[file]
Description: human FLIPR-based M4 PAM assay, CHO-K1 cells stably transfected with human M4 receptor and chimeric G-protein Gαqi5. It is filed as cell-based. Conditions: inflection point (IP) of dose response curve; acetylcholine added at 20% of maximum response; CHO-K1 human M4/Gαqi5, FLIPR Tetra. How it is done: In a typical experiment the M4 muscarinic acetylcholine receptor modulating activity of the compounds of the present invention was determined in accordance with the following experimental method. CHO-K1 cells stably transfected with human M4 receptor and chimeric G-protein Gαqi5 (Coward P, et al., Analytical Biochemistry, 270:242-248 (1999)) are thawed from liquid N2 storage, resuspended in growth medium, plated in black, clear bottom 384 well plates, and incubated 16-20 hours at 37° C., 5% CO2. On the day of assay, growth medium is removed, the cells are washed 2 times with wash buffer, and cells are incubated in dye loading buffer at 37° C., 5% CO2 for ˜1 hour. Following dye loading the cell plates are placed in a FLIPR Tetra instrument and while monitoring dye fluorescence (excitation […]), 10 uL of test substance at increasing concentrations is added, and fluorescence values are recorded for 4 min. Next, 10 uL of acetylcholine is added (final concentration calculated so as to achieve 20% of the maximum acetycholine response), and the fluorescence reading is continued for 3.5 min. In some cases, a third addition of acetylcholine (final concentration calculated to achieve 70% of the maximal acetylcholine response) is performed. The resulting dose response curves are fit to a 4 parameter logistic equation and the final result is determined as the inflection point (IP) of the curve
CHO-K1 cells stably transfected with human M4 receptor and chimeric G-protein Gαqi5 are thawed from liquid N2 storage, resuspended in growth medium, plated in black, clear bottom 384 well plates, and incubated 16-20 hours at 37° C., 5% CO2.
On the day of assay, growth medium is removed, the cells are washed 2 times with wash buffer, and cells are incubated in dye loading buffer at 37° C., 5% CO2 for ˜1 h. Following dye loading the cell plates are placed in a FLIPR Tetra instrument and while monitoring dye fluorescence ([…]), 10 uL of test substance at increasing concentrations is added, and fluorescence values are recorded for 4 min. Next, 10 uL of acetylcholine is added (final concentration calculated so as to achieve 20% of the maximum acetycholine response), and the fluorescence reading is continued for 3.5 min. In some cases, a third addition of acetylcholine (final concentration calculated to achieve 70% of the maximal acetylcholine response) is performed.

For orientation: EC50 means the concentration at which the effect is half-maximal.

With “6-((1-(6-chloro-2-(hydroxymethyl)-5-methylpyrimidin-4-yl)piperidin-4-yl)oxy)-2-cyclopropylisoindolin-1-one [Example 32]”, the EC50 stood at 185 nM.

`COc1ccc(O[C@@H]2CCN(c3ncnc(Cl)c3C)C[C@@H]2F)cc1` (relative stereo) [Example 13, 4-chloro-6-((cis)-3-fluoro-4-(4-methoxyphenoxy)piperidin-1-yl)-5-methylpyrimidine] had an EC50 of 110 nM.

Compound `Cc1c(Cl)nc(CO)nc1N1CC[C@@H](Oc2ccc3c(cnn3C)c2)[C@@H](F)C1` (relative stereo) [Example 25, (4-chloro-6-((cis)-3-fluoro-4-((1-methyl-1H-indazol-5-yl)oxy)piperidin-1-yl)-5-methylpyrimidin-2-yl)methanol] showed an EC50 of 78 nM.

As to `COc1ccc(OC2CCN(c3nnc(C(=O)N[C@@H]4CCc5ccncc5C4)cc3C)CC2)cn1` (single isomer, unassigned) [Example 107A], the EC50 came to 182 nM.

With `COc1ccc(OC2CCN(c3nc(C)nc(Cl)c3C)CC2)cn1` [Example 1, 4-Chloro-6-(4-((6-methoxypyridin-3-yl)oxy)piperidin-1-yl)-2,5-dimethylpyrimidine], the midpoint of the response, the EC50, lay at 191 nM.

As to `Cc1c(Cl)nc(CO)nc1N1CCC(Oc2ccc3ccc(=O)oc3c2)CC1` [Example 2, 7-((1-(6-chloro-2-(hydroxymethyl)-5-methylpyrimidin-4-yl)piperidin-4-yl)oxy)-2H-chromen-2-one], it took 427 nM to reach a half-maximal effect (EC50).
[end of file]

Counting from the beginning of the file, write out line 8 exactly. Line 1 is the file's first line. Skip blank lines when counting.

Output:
As to `COc1ccc(OC2CCN(c3nnc(C(=O)N[C@@H]4CCc5ccncc5C4)cc3C)CC2)cn1` (single isomer, unassigned) [Example 107A], the EC50 came to 182 nM.